Hone in on the source of IMAP-related problems in Microsoft Office Outlook 2003
|IMAP networking connections can pose problems for Microsoft Office Outlook 2003 clients. When you need to troubleshoot IMAP connectivity between an Outlook 2003 client and an IMAP server, you can use Outlook 2003’s built-in transport logging as well as a TCP/IP packet-capture tool such as Ethereal or Wireshark to identify the source of problems in send/receive connections between IMAP and Outlook 2003.|
Microsoft Office Outlook 2003 is equipped to serve as an email client using the Internet-standard IMAP4 revision 1 (rev1) as a protocol, as outlined in Request for Comments (RFC) 3501. IMAP connections pose unique challenges for Outlook, which it doesn’t always meet successfully. At times you might need to troubleshoot IMAP connectivity between your Outlook 2003 client and the IMAP server you’re using. Here are some tips that can help you with such troubleshooting. And in the sidebar, "Getting IMAP To: Field Information in Outlook 2003," I provide a workaround to circumvent an Outlook 2003 IMAP limitation.
Outlook can log its communications with messaging servers. To initiate transport logging in Outlook, from the Tools menu, select Options, Other, Advanced Options. Then select the Enable logging (troubleshooting) check box, as Figure 1 shows. (For more information about enabling transport logging, see the Microsoft articles “How to enable transport logging in Outlook” and “How to turn on the Enable Mail Logging option for troubleshooting in Outlook 2003 and Outlook 2007.”)
This function doesn’t discern between protocols or email accounts. If you have multiple protocols in your account settings, enabling this transport logging will generate log files for all protocols across all accounts. POP3, SMTP, and Messaging API (MAPI) protocols are logged in a single file called OPMLog.log, whereas Hotmail connections are logged to Hotmailx.log. You can find the IMAP logs in \Documents and Settings\username\Local Settings\Temp\outlook logging\accountname\imapx.log. New IMAP log files are created for every Send/Receive action, whether manually initiated or based on schedule frequency and are incremented by 1—for example, IMAP0.log, IMAP1.log, IMAP2.log.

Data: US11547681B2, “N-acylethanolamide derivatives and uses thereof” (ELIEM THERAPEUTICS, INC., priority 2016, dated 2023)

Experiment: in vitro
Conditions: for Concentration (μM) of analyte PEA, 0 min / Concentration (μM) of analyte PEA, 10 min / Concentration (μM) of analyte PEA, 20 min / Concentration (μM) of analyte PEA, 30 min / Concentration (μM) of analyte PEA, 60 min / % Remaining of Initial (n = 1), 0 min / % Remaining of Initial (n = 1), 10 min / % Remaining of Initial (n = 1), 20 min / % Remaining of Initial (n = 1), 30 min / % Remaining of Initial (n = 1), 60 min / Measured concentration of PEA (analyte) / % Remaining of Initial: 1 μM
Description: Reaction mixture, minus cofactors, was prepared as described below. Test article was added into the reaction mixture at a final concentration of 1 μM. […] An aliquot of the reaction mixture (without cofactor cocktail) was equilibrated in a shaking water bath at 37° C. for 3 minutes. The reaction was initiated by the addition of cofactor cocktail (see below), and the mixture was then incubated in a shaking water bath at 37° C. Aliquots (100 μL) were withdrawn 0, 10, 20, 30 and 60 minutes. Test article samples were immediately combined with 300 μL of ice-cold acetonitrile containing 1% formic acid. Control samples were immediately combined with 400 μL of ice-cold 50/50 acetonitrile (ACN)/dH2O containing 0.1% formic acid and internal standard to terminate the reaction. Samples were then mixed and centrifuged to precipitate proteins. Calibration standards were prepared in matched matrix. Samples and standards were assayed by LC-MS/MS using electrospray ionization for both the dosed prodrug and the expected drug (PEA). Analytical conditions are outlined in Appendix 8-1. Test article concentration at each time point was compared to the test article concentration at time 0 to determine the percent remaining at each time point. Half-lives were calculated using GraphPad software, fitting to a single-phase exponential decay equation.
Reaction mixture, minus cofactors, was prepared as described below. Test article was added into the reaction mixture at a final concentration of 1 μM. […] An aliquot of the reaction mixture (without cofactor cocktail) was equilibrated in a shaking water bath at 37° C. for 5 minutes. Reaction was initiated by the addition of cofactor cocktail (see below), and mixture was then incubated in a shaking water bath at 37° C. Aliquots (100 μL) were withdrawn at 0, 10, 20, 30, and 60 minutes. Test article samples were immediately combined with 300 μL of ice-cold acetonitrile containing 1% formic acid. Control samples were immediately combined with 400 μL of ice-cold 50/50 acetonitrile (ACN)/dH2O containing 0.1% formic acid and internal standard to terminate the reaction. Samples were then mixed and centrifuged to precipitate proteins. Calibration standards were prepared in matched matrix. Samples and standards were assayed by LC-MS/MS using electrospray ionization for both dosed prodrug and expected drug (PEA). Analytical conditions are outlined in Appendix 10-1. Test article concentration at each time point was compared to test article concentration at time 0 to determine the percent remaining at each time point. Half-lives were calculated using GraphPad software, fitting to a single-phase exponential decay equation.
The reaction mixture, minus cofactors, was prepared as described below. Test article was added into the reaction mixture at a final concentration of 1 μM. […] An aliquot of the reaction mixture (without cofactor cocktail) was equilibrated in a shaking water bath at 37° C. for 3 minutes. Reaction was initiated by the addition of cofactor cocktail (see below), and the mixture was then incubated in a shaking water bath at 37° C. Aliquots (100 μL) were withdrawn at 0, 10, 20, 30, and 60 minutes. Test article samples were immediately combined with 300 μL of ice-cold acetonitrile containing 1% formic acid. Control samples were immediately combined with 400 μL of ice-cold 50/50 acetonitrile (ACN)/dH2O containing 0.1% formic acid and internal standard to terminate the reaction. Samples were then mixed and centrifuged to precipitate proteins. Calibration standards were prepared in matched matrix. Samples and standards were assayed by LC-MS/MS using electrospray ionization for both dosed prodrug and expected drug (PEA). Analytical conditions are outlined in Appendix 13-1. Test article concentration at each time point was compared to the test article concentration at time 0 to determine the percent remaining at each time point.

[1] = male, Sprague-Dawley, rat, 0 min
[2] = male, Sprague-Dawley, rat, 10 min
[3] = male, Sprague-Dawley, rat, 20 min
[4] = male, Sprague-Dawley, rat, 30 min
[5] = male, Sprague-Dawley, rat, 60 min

You’ll need to restart Outlook for logging to begin. Be aware that Outlook doesn’t provide functionality to purge logs from these folders as they grow. You’ll need to take additional action to prevent the folders from reaching sizes that impede computer performance, by either manually deleting logs or scripting a solution to do so. If you’re using Outlook 2003 with at least SP1, you’ll see the text Logging Enabled in the window title bar as a reminder to disable this functionality after you’re finished troubleshooting. Transport logging is something you want to implement for troubleshooting purposes only and disable when it’s no longer required.
While logging is enabled, Outlook creates new IMAP logs for each send/receive connection with the IMAP server. When you restart Outlook after enabling logging, you might see a larger file in the logs; this larger file indicates an initial header synchronization. Our sample log, the imap20.log file in Figure 2, shows the type of information contained in a typical IMAP log file. In that file, we can see the initial connection to the IMAP server, a status check on the various subscribed folders, and a LOGOUT and disconnection from the IMAP server. This log file identifies a normal, updated IMAP client.
TCP/IP Packet Captures
You can also use TCP/IP packet capturing or sniffing to troubleshoot IMAP connectivity between Outlook 2003 and its IMAP server. For packet capture, I use the free Wireshark or its predecessor, Ethereal. (Development on Ethereal has stopped, and the project continues under the new name of Wireshark.) Figure 3 shows a typical packet capture (using Ethereal 0.99.0) of an IMAP session between Outlook 2003 and its IMAP server. It identifies the connection and logon and the presence of 5,858 items in the inbox, called EXISTS. You can infer that SSL isn’t used for this example, since the password (<password>) is visible.
These two troubleshooting techniques can help you verify connectivity problems between Outlook 2003 and the IMAP server. Although they might not solve your IMAP problems with Outlook, they can show possible issues in the client/server session. Once you've identified such issues, you’re well equipped to delegate more troubleshooting to your ISP or administrator. For more information about IMAP, see “RFC 2060: Internet Message Access Protocol - Version 4 rev1.”